Rio de Janeiro (usually just called Rio) is a beautiful city that lies between green coastal mountains and the sea. Spectacular hills and peaks rise in the midst of the city itself. Perhaps the best known is Sugar Loaf Mountain, which juts from a peninsula in Guanabara Bay.
The largest and tallest is Corcovado Mountain, a massive peak that dominates the skyline. From the top of a cliff on Corcovado, an immense statue spreads its arms above the city far below. This famous landmark is called Christ the Redeemer. Sunday morning tourists at the base of the great monument can look down on the Latter-day Saint meetinghouse where nine-year-old Janaina da Silva Santos is learning about Jesus Christ.
“‘The wise man built his house upon the rock,’” she sings in Sharing Time, planting her right fist emphatically in her left palm. Later, in class, the teacher tells about the conversion of Zeezrom. Janaina listens intently to the story of how Amulek and Alma’s fervent testimonies led Zeezrom to repent and follow Christ. Like Zeezrom and the wise man in the parable, she, too, is building her life upon a rock by following the Savior’s teachings.
Janaina is a convert. She first went to church with a friend and then with her Aunt Isabel, a member. Elder Nacimento and Elder Hill taught her family, and even when everyone else stopped taking the discussions, she continued and was baptized. Her parents later joined the Church too.
She remembers, “When I listened to the discussions and started going to church, I felt something good happening in my soul. Before, I was rebellious and argued with my parents, but now I started obeying my parents and trying to honor them. When I learned that Jesus was my Savior and that there were prophets on the earth to guide me, I felt great joy. The missionaries taught me to pray, and when I prayed, something that was bad inside me left, and a good spirit took its place and is with me still. I’m a different person than I was, and there’s a lot more love and happiness in our home.”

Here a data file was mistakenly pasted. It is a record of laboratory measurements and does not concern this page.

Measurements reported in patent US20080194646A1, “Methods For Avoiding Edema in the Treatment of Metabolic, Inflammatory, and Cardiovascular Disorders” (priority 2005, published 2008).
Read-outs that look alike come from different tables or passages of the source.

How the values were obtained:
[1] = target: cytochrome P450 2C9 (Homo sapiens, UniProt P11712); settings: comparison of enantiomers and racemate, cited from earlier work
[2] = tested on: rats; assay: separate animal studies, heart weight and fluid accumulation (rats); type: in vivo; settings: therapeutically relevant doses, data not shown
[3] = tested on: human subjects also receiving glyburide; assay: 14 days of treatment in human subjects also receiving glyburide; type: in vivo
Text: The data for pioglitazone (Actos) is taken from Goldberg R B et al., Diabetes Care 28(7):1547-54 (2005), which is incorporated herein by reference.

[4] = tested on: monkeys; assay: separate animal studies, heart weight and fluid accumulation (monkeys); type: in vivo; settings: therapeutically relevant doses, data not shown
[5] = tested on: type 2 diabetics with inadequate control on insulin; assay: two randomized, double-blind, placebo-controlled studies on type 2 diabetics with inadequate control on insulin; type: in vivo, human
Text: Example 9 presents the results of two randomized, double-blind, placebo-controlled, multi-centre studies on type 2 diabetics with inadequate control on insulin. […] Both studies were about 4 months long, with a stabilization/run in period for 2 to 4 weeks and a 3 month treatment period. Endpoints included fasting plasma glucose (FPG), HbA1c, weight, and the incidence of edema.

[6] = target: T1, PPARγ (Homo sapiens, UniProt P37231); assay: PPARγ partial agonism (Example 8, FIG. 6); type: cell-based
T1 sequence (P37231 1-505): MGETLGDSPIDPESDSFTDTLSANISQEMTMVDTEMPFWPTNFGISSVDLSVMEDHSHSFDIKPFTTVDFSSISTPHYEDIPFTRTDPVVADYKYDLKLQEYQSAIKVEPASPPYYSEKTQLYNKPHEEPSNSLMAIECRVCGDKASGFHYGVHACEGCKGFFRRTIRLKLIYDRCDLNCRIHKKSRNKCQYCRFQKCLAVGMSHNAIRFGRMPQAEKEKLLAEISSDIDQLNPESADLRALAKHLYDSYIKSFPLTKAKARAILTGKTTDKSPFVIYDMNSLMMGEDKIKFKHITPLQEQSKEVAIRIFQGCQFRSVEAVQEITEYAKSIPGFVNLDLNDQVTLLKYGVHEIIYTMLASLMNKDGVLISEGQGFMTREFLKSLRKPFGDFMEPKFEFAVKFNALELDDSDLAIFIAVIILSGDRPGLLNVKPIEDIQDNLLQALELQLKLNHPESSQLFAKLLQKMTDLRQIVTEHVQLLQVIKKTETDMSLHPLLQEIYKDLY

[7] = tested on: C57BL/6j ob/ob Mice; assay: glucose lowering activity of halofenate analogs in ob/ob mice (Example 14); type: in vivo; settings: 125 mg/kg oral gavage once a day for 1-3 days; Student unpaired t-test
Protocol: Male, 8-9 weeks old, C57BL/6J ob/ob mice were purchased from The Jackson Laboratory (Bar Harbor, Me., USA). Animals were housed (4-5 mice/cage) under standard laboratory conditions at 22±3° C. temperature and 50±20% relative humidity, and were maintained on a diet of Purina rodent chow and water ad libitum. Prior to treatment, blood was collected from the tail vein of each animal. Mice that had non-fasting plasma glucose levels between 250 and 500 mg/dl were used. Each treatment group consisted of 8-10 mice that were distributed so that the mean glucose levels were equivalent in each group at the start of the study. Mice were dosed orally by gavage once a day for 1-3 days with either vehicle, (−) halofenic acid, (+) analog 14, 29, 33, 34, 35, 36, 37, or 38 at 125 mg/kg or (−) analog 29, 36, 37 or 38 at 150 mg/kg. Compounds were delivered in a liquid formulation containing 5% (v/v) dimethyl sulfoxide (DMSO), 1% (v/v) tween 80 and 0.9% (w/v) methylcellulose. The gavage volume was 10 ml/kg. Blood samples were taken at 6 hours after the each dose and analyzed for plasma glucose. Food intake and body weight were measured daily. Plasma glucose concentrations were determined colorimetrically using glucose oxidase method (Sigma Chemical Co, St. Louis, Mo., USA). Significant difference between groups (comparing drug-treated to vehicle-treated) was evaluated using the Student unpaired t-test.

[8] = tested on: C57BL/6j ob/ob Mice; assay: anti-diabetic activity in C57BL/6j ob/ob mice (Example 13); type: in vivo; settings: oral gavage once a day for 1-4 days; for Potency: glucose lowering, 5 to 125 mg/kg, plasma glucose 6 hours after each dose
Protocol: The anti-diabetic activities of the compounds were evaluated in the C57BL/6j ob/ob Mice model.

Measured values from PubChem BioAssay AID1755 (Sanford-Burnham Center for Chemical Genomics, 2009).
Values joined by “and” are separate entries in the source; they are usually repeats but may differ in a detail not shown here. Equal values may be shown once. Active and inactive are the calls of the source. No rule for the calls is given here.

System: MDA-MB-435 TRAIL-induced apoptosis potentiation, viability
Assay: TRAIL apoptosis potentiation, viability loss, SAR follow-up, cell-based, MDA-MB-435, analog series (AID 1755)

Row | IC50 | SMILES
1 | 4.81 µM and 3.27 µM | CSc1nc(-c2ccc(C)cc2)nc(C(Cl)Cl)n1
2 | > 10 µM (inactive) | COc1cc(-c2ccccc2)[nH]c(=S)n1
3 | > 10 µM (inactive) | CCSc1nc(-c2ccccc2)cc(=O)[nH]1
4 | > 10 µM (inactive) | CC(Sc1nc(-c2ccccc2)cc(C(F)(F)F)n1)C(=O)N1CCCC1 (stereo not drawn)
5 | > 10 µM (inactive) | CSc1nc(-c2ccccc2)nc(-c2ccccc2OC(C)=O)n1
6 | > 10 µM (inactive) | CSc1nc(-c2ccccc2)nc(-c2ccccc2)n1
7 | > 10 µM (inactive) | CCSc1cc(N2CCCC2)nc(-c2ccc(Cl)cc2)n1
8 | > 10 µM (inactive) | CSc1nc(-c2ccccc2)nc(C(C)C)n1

Janaina plans to be a missionary herself someday and help others to be happy. She has invited friends to church, but so far none has wanted to come. When a friend invites her to do something, “I first think to see what is right, and if it’s wrong, I say, ‘No, we shouldn’t do that.’” If she sees her friends doing something wrong, she tries to let the Spirit guide her. “Sometimes I tell them that what they’re doing is wrong, and sometimes I stay quiet and just try to set a good example.”
The Santoses live in an elegant apartment of the Montenegros, a prominent Brazilian family that employs both her father, Antonio, and her mother, Nadia. Brother Santos serves as chauffeur, repairman, and handyman of every kind. Sister Santos cooks and cleans, and the children help both parents whenever they can.
So Janaina not only does regular chores in the family’s personal living quarters but also helps to maintain the whole apartment for their employers. She may be found peeling potatoes in the kitchen, dusting in the sitting room, or scrubbing a bathroom.
In between, she still finds plenty of time to read her Book of Mormon, play with her dolls, roller-blade, have fun with friends, and romp with Beethoven, the family dog. Sometimes the family has a spirited game of soccer on the apartment building roof. Janaina also loves music but won’t listen to songs with bad words. Although she lives only a few blocks from one of the world’s finest beaches, she doesn’t get to go swimming as often as she would like, because her parents seldom have time to go with her. Unfortunately, the crowded beach is not always a safe place to visit alone.
Janaina often chats with the family birds, Loro, Negão, Simba, Zazo, and Bonitinho. These feathered friends live on the roof. She has to be a little careful with Loro, a feisty parrot that obeys only Rafaela, Janaina’s twelve-year-old sister, who has a way with animals. João Paulo, their charming four-year-old brother, has an equally gifted way with people.
Janaina’s father says of her, “She is sweet, calm, intelligent, and responsible. She does her chores, gets ready for school and church, and does her studies on her own. Everything in her is good, and I admire her very much.”
She feels a great love for little children and plans to be a pediatrician someday so that she can help them. In the meantime, she has some good advice for the children of the world. “You need to love your neighbor,” she says. “You need to love even your enemies.”